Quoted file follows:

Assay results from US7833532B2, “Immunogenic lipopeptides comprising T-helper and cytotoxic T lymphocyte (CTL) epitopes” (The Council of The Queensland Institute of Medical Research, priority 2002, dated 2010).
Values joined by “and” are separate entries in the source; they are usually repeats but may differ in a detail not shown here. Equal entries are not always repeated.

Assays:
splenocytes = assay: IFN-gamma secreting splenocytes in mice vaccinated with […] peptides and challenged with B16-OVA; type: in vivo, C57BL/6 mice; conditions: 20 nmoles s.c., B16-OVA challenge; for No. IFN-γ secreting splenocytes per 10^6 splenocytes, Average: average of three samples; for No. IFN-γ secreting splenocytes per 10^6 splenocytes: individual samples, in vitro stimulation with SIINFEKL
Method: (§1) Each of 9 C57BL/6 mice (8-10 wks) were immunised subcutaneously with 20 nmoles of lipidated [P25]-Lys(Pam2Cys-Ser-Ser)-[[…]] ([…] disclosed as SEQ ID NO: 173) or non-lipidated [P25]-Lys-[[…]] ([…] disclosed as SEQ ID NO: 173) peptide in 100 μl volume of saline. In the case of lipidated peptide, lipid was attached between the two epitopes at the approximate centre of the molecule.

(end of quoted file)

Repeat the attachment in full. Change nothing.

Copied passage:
Assay results from US7833532B2, “Immunogenic lipopeptides comprising T-helper and cytotoxic T lymphocyte (CTL) epitopes” (The Council of The Queensland Institute of Medical Research, priority 2002, dated 2010).
Values joined by “and” are separate entries in the source; they are usually repeats but may differ in a detail not shown here. Equal entries are not always repeated.

Assays:
splenocytes = assay: IFN-gamma secreting splenocytes in mice vaccinated with […] peptides and challenged with B16-OVA; type: in vivo, C57BL/6 mice; conditions: 20 nmoles s.c., B16-OVA challenge; for No. IFN-γ secreting splenocytes per 10^6 splenocytes, Average: average of three samples; for No. IFN-γ secreting splenocytes per 10^6 splenocytes: individual samples, in vitro stimulation with SIINFEKL
Method: (§1) Each of 9 C57BL/6 mice (8-10 wks) were immunised subcutaneously with 20 nmoles of lipidated [P25]-Lys(Pam2Cys-Ser-Ser)-[[…]] ([…] disclosed as SEQ ID NO: 173) or non-lipidated [P25]-Lys-[[…]] ([…] disclosed as SEQ ID NO: 173) peptide in 100 μl volume of saline. In the case of lipidated peptide, lipid was attached between the two epitopes at the approximate centre of the molecule.